ard of uniformity, by which to guide her ministers in the admission of members to her privileges, and let her provide a faithful and laborious eldership, for the execution of her laws and vindication of her ordinances, and then, and not till then, will she be abundantly acknowledged and blessed of God. It is most miserable, that in her courts of judicature so much time and temper should be lost in debate and wrangling, when desolation and disorder reign in so many of her sanctuaries; and there is, surely, no worthier enterprize in which her men of energy and influence can engage, than that of carrying out the work of reformation, of which, under God, they have been the instruments, to all departments of her administration. Let them do this, and many grounds of jealousy and division among brethren will be removed,-all the true-hearted sons of Presbytery among us will come forward to their assistance, and the entire Presbyterian community, as they contemplate the onward and harmonious movement, will give thanks that every sound of mutiny and dissension has been banished from the camp of Israel.

HOM To urge on this happy consummation, and for the disso the dissemination of sound views concerning our order and discipline, we again recommend this compound of Presbyterian principle. It may be used with great advantage in the instruction of the young, especially of those who are seeking admission into the communion of the church. We have been instructed to add, that any hints towards its amendation, will be gladly received by the compilers, if transmitted, through our excellent friend and brother, the Moderator for the current year. noouuent 90-95699 ada vaban modal i lame eine W benstigilus od of THE LATE REV. DR. BELFRAGE. guiaroly bive 1990 978 ay may aslong9daildsta WE willingly pay a tribute of respect to the memory of this distinguished divine and bright ornament of the Secession Church, whose death has been recently announced. Called, when quite a youth, to the pastoral care of a large congrega tion, which had enjoyed the ministrations of his justly esteemed tam has 5 pm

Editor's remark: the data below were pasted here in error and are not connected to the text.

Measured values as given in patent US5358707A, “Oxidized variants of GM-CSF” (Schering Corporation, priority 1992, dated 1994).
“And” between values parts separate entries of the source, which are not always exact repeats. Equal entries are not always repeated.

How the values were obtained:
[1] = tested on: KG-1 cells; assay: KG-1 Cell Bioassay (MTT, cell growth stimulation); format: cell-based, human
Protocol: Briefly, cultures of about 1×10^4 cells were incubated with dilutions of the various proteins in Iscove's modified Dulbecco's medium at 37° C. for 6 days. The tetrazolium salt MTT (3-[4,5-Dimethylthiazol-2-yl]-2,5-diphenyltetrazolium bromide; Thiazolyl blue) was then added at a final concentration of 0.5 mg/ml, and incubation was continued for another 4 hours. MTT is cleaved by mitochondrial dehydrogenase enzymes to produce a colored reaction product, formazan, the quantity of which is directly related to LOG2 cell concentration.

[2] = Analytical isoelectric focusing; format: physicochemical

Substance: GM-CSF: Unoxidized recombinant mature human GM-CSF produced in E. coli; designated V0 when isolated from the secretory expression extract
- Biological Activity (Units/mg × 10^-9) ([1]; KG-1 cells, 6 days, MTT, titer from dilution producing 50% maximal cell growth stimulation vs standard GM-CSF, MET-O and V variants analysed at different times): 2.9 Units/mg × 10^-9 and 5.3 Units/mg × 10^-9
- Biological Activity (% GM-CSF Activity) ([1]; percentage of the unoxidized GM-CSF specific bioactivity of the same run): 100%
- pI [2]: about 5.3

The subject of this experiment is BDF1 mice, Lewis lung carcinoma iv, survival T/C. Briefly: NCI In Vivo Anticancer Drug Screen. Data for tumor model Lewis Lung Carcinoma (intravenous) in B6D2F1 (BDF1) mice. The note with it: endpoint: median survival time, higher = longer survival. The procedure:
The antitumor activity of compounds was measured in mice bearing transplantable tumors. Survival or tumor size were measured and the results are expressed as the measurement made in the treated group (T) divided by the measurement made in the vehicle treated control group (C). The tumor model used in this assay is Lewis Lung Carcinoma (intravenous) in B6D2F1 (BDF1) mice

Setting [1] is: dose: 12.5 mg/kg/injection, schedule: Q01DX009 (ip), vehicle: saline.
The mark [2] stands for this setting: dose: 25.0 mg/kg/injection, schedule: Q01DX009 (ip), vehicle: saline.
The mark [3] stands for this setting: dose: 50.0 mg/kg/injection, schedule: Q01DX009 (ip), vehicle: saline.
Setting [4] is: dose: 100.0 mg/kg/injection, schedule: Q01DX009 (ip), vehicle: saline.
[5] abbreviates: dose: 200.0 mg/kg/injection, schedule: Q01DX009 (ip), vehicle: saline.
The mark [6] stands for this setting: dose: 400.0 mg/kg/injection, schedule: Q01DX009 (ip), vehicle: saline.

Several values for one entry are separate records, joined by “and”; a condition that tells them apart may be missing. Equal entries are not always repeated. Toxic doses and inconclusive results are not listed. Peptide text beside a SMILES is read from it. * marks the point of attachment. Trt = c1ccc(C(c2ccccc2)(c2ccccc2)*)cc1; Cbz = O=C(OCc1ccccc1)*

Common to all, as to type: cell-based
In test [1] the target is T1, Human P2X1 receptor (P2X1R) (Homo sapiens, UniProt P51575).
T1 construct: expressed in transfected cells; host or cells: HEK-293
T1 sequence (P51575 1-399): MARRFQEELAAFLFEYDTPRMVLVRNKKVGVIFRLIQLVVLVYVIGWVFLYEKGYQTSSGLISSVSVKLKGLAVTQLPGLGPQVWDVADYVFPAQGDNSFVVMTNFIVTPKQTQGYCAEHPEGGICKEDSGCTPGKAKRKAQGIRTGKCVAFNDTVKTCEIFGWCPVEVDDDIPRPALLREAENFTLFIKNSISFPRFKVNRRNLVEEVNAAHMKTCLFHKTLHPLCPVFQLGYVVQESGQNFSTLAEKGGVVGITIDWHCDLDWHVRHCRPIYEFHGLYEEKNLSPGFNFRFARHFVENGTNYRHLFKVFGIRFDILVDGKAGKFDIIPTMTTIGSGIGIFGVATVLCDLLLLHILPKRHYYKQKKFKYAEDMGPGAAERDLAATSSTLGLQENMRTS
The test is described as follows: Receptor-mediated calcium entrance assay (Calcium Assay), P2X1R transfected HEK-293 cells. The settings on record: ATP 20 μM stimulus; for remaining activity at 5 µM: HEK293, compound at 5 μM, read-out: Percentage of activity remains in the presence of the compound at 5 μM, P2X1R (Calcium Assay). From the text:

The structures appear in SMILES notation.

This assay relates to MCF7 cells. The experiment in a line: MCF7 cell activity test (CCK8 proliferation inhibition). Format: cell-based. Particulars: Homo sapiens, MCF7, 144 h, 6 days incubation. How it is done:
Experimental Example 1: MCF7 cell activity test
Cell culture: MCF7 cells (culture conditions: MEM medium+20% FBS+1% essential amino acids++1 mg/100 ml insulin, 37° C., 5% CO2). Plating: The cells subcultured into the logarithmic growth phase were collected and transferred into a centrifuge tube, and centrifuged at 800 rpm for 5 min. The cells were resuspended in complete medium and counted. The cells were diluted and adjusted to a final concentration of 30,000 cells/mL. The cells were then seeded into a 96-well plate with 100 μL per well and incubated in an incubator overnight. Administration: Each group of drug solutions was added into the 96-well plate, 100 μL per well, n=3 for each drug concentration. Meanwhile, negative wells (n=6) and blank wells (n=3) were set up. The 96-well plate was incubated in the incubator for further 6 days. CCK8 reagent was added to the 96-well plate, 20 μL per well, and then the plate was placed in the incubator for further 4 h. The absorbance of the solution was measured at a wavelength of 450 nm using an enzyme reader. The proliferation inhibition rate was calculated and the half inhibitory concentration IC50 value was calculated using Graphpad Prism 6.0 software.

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father, he discharged the duties of his sacred office for the long period of forty-one years, with singular assiduity and fidelity. Possessed of a vigorous and highly cultivated mind, of deep and affectionate piety, and of a lively imagination, all controlled by studions habits and intimate acquaintance with the sacred oracles, his public and private instructions were, in an eminent degree, edifying and interesting. His various publi cations have met with the approbation of all parties in the Christian world, and are uniformly devoted to the promotion of the best interests of men Through his valuable writings he, "though dead, yet speaks," and will do so, we trust, to "generations yet unborn."Scottish Guardian,